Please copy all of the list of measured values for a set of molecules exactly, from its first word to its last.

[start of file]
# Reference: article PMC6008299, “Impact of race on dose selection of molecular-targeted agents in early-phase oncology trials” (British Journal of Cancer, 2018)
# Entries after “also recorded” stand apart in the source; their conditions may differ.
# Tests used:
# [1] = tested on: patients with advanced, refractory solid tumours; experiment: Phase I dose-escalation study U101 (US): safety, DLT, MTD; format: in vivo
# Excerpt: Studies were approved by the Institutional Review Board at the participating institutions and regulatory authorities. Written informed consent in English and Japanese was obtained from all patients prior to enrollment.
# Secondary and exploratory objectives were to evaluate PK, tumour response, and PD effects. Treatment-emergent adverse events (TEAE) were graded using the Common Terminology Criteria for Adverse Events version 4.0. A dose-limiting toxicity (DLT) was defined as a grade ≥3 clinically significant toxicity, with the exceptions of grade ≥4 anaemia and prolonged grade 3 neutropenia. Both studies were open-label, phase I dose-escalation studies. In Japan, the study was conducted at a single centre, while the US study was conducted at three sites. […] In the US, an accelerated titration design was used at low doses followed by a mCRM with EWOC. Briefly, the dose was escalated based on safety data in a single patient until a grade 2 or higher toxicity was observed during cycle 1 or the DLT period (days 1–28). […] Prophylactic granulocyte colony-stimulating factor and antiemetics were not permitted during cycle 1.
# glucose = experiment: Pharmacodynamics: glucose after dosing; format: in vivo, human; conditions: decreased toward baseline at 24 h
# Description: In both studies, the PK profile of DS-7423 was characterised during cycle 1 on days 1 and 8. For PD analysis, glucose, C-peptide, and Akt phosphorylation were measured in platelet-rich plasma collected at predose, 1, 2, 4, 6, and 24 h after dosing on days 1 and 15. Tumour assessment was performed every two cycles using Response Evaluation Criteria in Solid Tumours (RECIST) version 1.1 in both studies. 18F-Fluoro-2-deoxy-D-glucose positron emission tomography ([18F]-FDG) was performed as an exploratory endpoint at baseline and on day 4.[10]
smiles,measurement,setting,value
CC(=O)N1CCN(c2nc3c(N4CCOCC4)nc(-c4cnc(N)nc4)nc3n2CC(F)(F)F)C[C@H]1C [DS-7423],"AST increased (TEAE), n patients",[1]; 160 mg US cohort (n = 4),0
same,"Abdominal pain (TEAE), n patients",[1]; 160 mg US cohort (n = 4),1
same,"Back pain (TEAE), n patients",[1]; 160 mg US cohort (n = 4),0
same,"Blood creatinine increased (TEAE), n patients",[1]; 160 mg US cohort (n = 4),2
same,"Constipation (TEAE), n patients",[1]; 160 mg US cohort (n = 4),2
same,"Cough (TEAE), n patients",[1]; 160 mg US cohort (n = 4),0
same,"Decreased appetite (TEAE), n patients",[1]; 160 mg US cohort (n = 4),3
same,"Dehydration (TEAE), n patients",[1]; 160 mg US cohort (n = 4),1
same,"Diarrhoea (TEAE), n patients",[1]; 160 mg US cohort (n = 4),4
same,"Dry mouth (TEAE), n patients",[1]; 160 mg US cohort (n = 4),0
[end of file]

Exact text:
# Reference: article PMC6008299, “Impact of race on dose selection of molecular-targeted agents in early-phase oncology trials” (British Journal of Cancer, 2018)
# Entries after “also recorded” stand apart in the source; their conditions may differ.
# Tests used:
# [1] = tested on: patients with advanced, refractory solid tumours; experiment: Phase I dose-escalation study U101 (US): safety, DLT, MTD; format: in vivo
# Excerpt: Studies were approved by the Institutional Review Board at the participating institutions and regulatory authorities. Written informed consent in English and Japanese was obtained from all patients prior to enrollment.
# Secondary and exploratory objectives were to evaluate PK, tumour response, and PD effects. Treatment-emergent adverse events (TEAE) were graded using the Common Terminology Criteria for Adverse Events version 4.0. A dose-limiting toxicity (DLT) was defined as a grade ≥3 clinically significant toxicity, with the exceptions of grade ≥4 anaemia and prolonged grade 3 neutropenia. Both studies were open-label, phase I dose-escalation studies. In Japan, the study was conducted at a single centre, while the US study was conducted at three sites. […] In the US, an accelerated titration design was used at low doses followed by a mCRM with EWOC. Briefly, the dose was escalated based on safety data in a single patient until a grade 2 or higher toxicity was observed during cycle 1 or the DLT period (days 1–28). […] Prophylactic granulocyte colony-stimulating factor and antiemetics were not permitted during cycle 1.
# glucose = experiment: Pharmacodynamics: glucose after dosing; format: in vivo, human; conditions: decreased toward baseline at 24 h
# Description: In both studies, the PK profile of DS-7423 was characterised during cycle 1 on days 1 and 8. For PD analysis, glucose, C-peptide, and Akt phosphorylation were measured in platelet-rich plasma collected at predose, 1, 2, 4, 6, and 24 h after dosing on days 1 and 15. Tumour assessment was performed every two cycles using Response Evaluation Criteria in Solid Tumours (RECIST) version 1.1 in both studies. 18F-Fluoro-2-deoxy-D-glucose positron emission tomography ([18F]-FDG) was performed as an exploratory endpoint at baseline and on day 4.[10]
smiles,measurement,setting,value
CC(=O)N1CCN(c2nc3c(N4CCOCC4)nc(-c4cnc(N)nc4)nc3n2CC(F)(F)F)C[C@H]1C [DS-7423],"AST increased (TEAE), n patients",[1]; 160 mg US cohort (n = 4),0
same,"Abdominal pain (TEAE), n patients",[1]; 160 mg US cohort (n = 4),1
same,"Back pain (TEAE), n patients",[1]; 160 mg US cohort (n = 4),0
same,"Blood creatinine increased (TEAE), n patients",[1]; 160 mg US cohort (n = 4),2
same,"Constipation (TEAE), n patients",[1]; 160 mg US cohort (n = 4),2
same,"Cough (TEAE), n patients",[1]; 160 mg US cohort (n = 4),0
same,"Decreased appetite (TEAE), n patients",[1]; 160 mg US cohort (n = 4),3
same,"Dehydration (TEAE), n patients",[1]; 160 mg US cohort (n = 4),1
same,"Diarrhoea (TEAE), n patients",[1]; 160 mg US cohort (n = 4),4
same,"Dry mouth (TEAE), n patients",[1]; 160 mg US cohort (n = 4),0